A worthy heir to Jeff Kent?
Dan Uggla overheard the franchise player complaining to reporters about a lack of respect from some of his teammates. Uggla interrupted the interview to say this: “I was one of them.”
No hiding behind the veil of anonymity. And, before reporters could be escorted out of the Florida Marlins’ clubhouse, Uggla accused Hanley Ramirez of not trying to play through an injury during the chase for a playoff spot.
“You got your $70 million,” Uggla said
Uggla might get a ticket out of town, although not for the public shaming of his mercurial double-play partner. The Marlins are getting a new ballpark in 2012, but they have made clear that signing Ramirez to a long-term contract was not the start of a trend, just an exceptional commitment to an exceptional player.
That could make Uggla a fit for the Dodgers, who are not expected to engage in a bidding war to retain second baseman Orlando Hudson. Uggla makes $5.35 million this season and could top $7 million in salary arbitration next season, a tab the Marlins are unlikely to pay.
Uggla’s power at second base would make James Loney’s lack of power at first base more tolerable. Uggla, 29, was batting .244 through Friday, with 25 home runs.
In each of his four major league seasons, Uggla has hit at least 25 home runs.
In their half-century in Los Angeles, the Dodgers never have had a player hit 25 home runs in four consecutive seasons.
No kidding. The last Dodgers players to do that did it in Brooklyn: Gil Hodges and Duke Snider.
A Mariner swims against the tide
The performances of outfielder Matt Holliday and pitchers John Smoltz, George Sherrill, Cliff Lee, Brad Penny and Rafael Betancourt have done nothing to dampen the image of the National League as something of a JV league.
Holliday and all those arms all jumped into the NL this season, from the American League. The bad players got good. The good players got better.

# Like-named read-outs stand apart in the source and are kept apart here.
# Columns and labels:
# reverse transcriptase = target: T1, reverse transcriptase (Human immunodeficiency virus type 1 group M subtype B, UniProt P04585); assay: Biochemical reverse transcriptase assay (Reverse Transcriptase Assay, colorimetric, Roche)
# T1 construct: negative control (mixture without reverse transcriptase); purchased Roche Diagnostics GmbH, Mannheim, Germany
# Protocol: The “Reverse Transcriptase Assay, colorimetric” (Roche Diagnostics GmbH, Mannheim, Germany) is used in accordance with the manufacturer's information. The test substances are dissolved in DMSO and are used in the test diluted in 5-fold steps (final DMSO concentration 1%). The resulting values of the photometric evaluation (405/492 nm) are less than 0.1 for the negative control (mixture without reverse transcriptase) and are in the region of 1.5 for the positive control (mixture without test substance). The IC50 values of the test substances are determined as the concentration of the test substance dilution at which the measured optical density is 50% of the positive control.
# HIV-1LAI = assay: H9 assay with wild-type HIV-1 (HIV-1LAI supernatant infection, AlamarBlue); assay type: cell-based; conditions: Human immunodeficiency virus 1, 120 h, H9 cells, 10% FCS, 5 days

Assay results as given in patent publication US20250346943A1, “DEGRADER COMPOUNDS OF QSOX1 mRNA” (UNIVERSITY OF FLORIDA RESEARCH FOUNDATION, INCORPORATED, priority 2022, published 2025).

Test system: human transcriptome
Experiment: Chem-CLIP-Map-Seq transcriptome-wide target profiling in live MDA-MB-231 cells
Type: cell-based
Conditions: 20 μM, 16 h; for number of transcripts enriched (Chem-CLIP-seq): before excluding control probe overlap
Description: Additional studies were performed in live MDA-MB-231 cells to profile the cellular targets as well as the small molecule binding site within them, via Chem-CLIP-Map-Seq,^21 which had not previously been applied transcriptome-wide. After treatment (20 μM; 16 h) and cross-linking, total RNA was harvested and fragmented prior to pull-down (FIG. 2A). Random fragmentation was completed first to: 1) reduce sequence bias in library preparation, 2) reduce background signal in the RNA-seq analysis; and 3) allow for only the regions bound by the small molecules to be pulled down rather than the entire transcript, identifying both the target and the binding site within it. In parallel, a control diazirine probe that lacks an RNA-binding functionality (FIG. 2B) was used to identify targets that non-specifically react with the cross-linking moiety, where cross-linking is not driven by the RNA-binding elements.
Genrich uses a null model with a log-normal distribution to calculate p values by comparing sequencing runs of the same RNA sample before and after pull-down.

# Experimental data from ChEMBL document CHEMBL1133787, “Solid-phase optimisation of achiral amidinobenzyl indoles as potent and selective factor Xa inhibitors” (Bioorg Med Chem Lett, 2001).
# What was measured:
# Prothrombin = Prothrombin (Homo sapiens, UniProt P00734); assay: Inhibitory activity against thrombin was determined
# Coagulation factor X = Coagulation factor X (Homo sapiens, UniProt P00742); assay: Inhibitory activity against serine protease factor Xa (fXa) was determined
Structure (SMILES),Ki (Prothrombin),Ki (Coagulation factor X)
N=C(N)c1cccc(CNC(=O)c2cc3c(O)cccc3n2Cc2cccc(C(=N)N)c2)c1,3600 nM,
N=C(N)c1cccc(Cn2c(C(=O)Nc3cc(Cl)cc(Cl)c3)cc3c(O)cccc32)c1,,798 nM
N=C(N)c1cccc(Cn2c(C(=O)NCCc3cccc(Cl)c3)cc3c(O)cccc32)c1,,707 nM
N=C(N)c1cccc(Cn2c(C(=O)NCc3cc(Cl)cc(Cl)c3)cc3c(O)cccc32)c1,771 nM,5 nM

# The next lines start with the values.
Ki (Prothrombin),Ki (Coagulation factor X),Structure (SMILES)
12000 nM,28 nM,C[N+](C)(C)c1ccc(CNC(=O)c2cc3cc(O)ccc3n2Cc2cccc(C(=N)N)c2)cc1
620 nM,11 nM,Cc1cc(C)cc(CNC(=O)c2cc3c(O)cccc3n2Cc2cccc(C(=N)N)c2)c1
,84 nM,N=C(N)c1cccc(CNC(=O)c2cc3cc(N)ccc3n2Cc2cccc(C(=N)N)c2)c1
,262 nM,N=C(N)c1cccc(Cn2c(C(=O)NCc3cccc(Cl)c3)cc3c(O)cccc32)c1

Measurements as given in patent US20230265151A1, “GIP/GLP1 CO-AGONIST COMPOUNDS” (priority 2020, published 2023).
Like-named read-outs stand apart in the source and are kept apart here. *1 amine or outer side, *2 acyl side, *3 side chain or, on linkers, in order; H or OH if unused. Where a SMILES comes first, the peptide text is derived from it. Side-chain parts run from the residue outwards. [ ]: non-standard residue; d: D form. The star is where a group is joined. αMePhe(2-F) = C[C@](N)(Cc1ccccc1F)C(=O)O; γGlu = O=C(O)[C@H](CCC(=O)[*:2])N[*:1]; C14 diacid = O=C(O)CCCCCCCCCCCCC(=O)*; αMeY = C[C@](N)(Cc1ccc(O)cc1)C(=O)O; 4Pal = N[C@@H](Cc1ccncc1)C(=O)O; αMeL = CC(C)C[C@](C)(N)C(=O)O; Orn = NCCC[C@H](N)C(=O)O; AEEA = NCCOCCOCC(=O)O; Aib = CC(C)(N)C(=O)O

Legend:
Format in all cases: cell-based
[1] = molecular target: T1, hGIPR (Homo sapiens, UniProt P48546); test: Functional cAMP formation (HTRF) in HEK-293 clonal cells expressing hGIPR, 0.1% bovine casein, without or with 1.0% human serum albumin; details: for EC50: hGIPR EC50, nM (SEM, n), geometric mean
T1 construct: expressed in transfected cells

That’s what makes the performance of Ian Snell so intriguing. Snell, 27, posted a 3.76 earned-run average for the Pittsburgh Pirates in 2007, a power pitcher in his second full season. He put up a 5.42 ERA last season and a 5.36 ERA this season, and the Pirates sent him down.
The Seattle Mariners acquired him at the July trade deadline. In his last four starts -- in the big-boy AL -- he’s 4-0 with a 2.49 ERA.
His walks are up and his strikeouts down, but he could pay off, since he’s signed for $4.25 million next year. Carlos Silva, signed for $48 million by former general manager Bill Bavasi, is 5-18 with a 6.77 ERA for the Mariners.
To ESPN, a tip of the yarmulke
It’s an article of faith: If the Boston Red Sox and New York Yankees are scheduled to play on a Sunday, ESPN dictates a night game, for a national broadcast.
The teams were scheduled to play in New York on Sept. 27. Yom Kippur, the holiest day of the Jewish year, begins at sundown that day.
Since more Jews live in New York than in Jerusalem, ESPN agreed last week to start the game at 1 p.m. rather than 8 p.m., yielding to the pleas of Commissioner Bud Selig and Rep. Anthony Weiner (D-N.Y.).
Weiner credited ESPN for waiving its contractual rights.
“There is,” he told the Associated Press, “a higher authority.”
-- Bill Shaikin